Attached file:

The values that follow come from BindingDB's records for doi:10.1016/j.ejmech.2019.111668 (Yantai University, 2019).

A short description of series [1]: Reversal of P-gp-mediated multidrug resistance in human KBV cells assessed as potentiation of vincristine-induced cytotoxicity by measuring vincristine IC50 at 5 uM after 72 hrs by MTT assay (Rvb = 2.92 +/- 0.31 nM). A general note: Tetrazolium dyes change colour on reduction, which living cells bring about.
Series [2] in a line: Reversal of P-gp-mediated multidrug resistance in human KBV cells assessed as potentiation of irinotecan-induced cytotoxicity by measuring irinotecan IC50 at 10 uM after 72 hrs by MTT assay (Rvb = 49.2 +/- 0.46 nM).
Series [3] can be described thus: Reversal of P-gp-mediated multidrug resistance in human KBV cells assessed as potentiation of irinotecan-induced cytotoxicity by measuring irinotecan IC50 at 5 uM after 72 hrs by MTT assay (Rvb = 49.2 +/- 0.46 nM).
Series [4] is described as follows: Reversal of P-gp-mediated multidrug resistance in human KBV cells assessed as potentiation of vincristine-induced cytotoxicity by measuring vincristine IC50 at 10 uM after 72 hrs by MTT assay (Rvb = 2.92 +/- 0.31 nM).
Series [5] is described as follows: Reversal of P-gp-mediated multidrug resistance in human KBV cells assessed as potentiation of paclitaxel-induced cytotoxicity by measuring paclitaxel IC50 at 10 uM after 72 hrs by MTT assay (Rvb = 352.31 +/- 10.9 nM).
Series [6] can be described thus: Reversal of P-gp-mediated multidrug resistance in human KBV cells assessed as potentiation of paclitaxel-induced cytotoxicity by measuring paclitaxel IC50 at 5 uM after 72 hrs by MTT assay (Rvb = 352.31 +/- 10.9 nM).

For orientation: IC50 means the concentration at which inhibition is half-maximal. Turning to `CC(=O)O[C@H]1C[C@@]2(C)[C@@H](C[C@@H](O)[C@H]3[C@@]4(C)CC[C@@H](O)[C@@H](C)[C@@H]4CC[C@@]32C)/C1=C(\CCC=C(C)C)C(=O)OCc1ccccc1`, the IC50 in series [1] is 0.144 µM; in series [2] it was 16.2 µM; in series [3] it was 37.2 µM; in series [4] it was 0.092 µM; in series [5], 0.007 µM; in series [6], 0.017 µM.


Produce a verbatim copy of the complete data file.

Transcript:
The values that follow come from BindingDB's records for doi:10.1016/j.ejmech.2019.111668 (Yantai University, 2019).

A short description of series [1]: Reversal of P-gp-mediated multidrug resistance in human KBV cells assessed as potentiation of vincristine-induced cytotoxicity by measuring vincristine IC50 at 5 uM after 72 hrs by MTT assay (Rvb = 2.92 +/- 0.31 nM). A general note: Tetrazolium dyes change colour on reduction, which living cells bring about.
Series [2] in a line: Reversal of P-gp-mediated multidrug resistance in human KBV cells assessed as potentiation of irinotecan-induced cytotoxicity by measuring irinotecan IC50 at 10 uM after 72 hrs by MTT assay (Rvb = 49.2 +/- 0.46 nM).
Series [3] can be described thus: Reversal of P-gp-mediated multidrug resistance in human KBV cells assessed as potentiation of irinotecan-induced cytotoxicity by measuring irinotecan IC50 at 5 uM after 72 hrs by MTT assay (Rvb = 49.2 +/- 0.46 nM).
Series [4] is described as follows: Reversal of P-gp-mediated multidrug resistance in human KBV cells assessed as potentiation of vincristine-induced cytotoxicity by measuring vincristine IC50 at 10 uM after 72 hrs by MTT assay (Rvb = 2.92 +/- 0.31 nM).
Series [5] is described as follows: Reversal of P-gp-mediated multidrug resistance in human KBV cells assessed as potentiation of paclitaxel-induced cytotoxicity by measuring paclitaxel IC50 at 10 uM after 72 hrs by MTT assay (Rvb = 352.31 +/- 10.9 nM).
Series [6] can be described thus: Reversal of P-gp-mediated multidrug resistance in human KBV cells assessed as potentiation of paclitaxel-induced cytotoxicity by measuring paclitaxel IC50 at 5 uM after 72 hrs by MTT assay (Rvb = 352.31 +/- 10.9 nM).

For orientation: IC50 means the concentration at which inhibition is half-maximal. Turning to `CC(=O)O[C@H]1C[C@@]2(C)[C@@H](C[C@@H](O)[C@H]3[C@@]4(C)CC[C@@H](O)[C@@H](C)[C@@H]4CC[C@@]32C)/C1=C(\CCC=C(C)C)C(=O)OCc1ccccc1`, the IC50 in series [1] is 0.144 µM; in series [2] it was 16.2 µM; in series [3] it was 37.2 µM; in series [4] it was 0.092 µM; in series [5], 0.007 µM; in series [6], 0.017 µM.